President Bashar al Assad (Photo by Reese Erlich)

FOREIGN CORRESPONDENT Russian bombs rained down on towns of southern Syria as an estimated 320,000 civilians fled for their lives. Over the past several weeks tens of thousands walked to the Jordanian and Israeli borders hoping to escape the onslaught.

Rula Amin, a spokesperson for the UN refugee agency UNHCR, based in Jordan, told me the displaced people left their homes with few belongings and are sleeping in the desert. “They need shelter, food, drinking water — and mostly, they need protection.”

President Bashar al Assad (Photo by Reese Erlich)

“We appeal for an immediate cessation in hostilities and for a safe, unimpeded access to the displaced population that desperately needs assistance,” she said.

The crisis began in June when Syrian President Bashar al Assad, along with his Russian and Iranian allies, sought to recapture southern Syria, which has been under rebel control for five years. Russia negotiated the surrender of some rebel groups in early July. It’s not yet clear, according to the UNHCR, whether significant number of civilians can return to their homes.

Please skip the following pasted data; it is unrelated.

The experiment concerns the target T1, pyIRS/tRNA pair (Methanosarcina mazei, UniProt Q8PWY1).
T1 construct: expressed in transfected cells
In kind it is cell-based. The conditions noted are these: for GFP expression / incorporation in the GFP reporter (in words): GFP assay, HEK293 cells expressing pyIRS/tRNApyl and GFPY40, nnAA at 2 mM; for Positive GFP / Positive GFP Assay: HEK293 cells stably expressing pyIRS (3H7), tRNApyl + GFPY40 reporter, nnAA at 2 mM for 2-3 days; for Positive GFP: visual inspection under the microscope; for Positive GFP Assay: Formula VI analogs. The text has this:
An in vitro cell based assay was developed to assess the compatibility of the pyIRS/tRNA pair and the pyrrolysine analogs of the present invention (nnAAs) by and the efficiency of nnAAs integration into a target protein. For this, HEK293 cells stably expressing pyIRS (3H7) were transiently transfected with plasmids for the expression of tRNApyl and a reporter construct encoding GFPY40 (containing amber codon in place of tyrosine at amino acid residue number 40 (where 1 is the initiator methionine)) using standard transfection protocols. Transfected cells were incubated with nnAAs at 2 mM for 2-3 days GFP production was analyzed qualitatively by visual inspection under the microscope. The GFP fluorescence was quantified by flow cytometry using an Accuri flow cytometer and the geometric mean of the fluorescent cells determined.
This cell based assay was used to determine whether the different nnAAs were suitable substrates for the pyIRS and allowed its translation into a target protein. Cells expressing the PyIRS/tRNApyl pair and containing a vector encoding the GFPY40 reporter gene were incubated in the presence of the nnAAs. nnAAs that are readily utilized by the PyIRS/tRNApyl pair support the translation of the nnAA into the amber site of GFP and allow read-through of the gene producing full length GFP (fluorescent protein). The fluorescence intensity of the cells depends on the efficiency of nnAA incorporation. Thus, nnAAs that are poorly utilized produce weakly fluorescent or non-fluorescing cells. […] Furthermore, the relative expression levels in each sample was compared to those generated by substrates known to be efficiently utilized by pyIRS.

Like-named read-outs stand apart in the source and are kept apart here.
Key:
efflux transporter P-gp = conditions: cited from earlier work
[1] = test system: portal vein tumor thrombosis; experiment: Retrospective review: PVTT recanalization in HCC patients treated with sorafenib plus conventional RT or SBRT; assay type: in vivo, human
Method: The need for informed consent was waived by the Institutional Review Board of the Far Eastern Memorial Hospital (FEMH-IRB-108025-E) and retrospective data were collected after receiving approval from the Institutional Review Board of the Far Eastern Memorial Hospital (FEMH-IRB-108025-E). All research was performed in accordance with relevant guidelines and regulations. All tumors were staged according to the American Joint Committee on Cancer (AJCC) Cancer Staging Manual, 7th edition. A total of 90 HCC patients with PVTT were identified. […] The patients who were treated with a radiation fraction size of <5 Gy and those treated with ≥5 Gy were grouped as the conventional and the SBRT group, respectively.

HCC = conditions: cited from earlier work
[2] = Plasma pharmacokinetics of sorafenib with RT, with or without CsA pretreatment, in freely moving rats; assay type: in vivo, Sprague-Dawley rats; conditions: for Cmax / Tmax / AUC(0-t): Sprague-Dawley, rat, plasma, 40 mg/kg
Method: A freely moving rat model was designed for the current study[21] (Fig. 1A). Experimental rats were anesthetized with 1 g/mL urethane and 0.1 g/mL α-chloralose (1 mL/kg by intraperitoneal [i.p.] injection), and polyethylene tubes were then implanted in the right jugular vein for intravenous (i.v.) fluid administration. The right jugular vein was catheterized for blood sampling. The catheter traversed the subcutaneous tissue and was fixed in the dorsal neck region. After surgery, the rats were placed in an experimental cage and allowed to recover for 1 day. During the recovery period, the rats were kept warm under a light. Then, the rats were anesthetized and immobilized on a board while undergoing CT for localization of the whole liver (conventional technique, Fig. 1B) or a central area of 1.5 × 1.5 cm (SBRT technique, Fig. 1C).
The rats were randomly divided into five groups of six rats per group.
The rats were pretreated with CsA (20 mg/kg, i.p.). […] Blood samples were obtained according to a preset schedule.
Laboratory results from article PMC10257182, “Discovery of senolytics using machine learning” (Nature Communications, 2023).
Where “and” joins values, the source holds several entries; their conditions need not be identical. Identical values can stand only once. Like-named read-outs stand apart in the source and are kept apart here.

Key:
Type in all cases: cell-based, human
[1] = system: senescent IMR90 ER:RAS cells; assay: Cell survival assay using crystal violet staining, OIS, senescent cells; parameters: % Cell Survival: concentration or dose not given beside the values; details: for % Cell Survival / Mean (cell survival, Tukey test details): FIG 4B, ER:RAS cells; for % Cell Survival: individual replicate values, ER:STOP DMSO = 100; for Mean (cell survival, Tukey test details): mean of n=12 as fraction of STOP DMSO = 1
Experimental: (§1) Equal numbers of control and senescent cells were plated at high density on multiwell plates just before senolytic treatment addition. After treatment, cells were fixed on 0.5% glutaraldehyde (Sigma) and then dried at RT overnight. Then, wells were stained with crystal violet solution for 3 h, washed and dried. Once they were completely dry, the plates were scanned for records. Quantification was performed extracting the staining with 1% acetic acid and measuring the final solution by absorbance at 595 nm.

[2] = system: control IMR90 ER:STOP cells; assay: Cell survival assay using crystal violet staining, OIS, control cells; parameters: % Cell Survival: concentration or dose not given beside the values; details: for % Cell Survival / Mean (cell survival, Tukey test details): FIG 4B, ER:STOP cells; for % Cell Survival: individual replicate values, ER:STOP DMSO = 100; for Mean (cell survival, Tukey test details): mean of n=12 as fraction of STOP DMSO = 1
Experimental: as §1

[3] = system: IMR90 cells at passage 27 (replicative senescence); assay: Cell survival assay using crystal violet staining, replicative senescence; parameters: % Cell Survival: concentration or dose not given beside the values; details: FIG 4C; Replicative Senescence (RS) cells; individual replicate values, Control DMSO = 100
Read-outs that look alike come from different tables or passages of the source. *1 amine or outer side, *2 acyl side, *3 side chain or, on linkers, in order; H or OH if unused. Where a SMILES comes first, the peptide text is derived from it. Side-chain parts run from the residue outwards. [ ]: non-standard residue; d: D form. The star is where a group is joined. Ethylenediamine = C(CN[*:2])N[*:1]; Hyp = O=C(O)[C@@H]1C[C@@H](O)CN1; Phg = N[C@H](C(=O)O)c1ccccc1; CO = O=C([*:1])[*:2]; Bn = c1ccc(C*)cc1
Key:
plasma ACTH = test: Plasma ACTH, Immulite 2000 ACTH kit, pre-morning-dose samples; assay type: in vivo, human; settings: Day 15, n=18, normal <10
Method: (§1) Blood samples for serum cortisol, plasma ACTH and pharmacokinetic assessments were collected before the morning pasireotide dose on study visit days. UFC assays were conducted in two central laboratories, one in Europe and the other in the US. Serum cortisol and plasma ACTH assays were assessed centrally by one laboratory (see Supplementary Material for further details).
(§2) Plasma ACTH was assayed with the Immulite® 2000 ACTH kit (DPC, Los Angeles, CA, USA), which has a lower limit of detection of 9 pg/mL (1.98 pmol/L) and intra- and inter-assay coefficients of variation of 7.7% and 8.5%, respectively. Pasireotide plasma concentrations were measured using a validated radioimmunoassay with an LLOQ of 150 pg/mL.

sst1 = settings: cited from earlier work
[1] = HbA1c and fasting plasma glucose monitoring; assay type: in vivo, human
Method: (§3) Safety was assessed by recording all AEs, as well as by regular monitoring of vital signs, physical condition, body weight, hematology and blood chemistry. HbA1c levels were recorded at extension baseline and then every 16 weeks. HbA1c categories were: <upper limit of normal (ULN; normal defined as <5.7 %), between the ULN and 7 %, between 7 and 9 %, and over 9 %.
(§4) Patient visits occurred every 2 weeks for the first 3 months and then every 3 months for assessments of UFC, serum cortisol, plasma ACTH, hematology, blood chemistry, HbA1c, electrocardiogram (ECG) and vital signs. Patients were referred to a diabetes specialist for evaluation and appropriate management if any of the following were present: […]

Five countries are currently fighting in Syria. Russia, Iran, the United States, and Turkey have stationed troops. Israel regularly drops bombs and fires missiles.

President Donald Trump and Russian President Vladimir Putin will discuss Syria at their Helsinki summit July 16. The Trump administration is pressuring Russia to reduce the Iranian role in Syria, but will not likely succeed, according to Professor Joshua Landis, director of the Center for Middle East Studies at the University of Oklahoma.

“Iran is there to stay,” he told me. “Russia is not going to kick Iran out.”

A visit to Daraa

To understand the current crisis, let’s go back to 2011 when I reported from the southern Syrian city of Daraa. I tagged along with some Ukrainian TV journalists on an official tour of the city where the uprising had begun. Government minders claimed the Syrian people supported Assad and that Israel, Saudi Arabia and the United States had instigated the rebellion.

We visited an elementary school where adorable children recited their lessons in unison. Then, seeing the foreign reporters, many began chanting, “Freedom, Freedom,” the slogan of the anti-Assad opposition. Teachers led other students in chanting “Syria, Syria,” to show support for Assad.

The Assad officials blanched as the civil war divisions were on full display for foreign reporters. “The political chasm has reached the schools,” my government translator said. “First graders are now politically motivated.”

For roughly that first year, the Syrian government faced a popular uprising from a broad spectrum of religious and political opposition, part of the Arab Spring. Foreign powers did not create the rebellion, but they were very happy to take advantage of the regime’s lack of popularity to push their own agendas.